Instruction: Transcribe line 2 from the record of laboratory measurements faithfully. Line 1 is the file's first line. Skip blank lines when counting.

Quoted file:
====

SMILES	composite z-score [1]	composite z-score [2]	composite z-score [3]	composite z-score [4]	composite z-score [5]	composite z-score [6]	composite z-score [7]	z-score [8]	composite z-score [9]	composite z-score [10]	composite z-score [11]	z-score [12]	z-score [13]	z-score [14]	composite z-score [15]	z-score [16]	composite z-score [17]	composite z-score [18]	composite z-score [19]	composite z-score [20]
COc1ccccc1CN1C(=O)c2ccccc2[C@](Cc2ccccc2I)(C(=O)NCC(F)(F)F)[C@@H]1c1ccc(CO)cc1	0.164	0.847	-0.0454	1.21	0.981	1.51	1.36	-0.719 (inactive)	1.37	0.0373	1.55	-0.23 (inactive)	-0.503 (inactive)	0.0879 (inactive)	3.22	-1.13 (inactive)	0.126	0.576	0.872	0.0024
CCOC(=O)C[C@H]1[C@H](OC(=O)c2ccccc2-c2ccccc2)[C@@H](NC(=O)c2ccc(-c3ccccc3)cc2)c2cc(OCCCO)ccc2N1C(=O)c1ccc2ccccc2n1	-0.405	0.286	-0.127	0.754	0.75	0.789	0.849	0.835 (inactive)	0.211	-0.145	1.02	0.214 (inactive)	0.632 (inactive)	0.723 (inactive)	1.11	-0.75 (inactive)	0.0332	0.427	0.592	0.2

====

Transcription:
COc1ccccc1CN1C(=O)c2ccccc2[C@](Cc2ccccc2I)(C(=O)NCC(F)(F)F)[C@@H]1c1ccc(CO)cc1	0.164	0.847	-0.0454	1.21	0.981	1.51	1.36	-0.719 (inactive)	1.37	0.0373	1.55	-0.23 (inactive)	-0.503 (inactive)	0.0879 (inactive)	3.22	-1.13 (inactive)	0.126	0.576	0.872	0.0024